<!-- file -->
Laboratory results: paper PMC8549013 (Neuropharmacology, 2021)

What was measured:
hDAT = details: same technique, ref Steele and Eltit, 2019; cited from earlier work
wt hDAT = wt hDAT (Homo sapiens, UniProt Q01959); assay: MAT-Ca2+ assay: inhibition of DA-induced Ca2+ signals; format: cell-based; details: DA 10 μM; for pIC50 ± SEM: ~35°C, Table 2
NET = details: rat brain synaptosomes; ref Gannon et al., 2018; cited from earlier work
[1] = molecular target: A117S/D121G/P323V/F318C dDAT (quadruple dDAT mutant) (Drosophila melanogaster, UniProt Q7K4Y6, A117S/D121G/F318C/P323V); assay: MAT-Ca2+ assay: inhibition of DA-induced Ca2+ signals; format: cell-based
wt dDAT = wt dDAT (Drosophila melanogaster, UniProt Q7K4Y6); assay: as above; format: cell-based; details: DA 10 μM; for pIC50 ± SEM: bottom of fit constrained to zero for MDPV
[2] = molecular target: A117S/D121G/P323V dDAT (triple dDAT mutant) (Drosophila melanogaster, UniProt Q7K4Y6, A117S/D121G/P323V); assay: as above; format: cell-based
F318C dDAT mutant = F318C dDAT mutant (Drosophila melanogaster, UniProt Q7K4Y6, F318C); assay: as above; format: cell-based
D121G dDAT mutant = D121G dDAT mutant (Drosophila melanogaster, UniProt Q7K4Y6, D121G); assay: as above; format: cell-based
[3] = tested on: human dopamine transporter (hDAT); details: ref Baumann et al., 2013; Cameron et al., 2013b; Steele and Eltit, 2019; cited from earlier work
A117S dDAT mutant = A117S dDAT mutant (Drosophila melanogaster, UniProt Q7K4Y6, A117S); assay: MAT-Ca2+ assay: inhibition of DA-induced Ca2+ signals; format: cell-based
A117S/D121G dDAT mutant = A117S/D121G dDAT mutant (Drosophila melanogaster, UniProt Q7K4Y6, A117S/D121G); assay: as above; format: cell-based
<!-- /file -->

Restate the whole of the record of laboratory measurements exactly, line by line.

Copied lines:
Laboratory results: paper PMC8549013 (Neuropharmacology, 2021)

What was measured:
hDAT = details: same technique, ref Steele and Eltit, 2019; cited from earlier work
wt hDAT = wt hDAT (Homo sapiens, UniProt Q01959); assay: MAT-Ca2+ assay: inhibition of DA-induced Ca2+ signals; format: cell-based; details: DA 10 μM; for pIC50 ± SEM: ~35°C, Table 2
NET = details: rat brain synaptosomes; ref Gannon et al., 2018; cited from earlier work
[1] = molecular target: A117S/D121G/P323V/F318C dDAT (quadruple dDAT mutant) (Drosophila melanogaster, UniProt Q7K4Y6, A117S/D121G/F318C/P323V); assay: MAT-Ca2+ assay: inhibition of DA-induced Ca2+ signals; format: cell-based
wt dDAT = wt dDAT (Drosophila melanogaster, UniProt Q7K4Y6); assay: as above; format: cell-based; details: DA 10 μM; for pIC50 ± SEM: bottom of fit constrained to zero for MDPV
[2] = molecular target: A117S/D121G/P323V dDAT (triple dDAT mutant) (Drosophila melanogaster, UniProt Q7K4Y6, A117S/D121G/P323V); assay: as above; format: cell-based
F318C dDAT mutant = F318C dDAT mutant (Drosophila melanogaster, UniProt Q7K4Y6, F318C); assay: as above; format: cell-based
D121G dDAT mutant = D121G dDAT mutant (Drosophila melanogaster, UniProt Q7K4Y6, D121G); assay: as above; format: cell-based
[3] = tested on: human dopamine transporter (hDAT); details: ref Baumann et al., 2013; Cameron et al., 2013b; Steele and Eltit, 2019; cited from earlier work
A117S dDAT mutant = A117S dDAT mutant (Drosophila melanogaster, UniProt Q7K4Y6, A117S); assay: MAT-Ca2+ assay: inhibition of DA-induced Ca2+ signals; format: cell-based
A117S/D121G dDAT mutant = A117S/D121G dDAT mutant (Drosophila melanogaster, UniProt Q7K4Y6, A117S/D121G); assay: as above; format: cell-based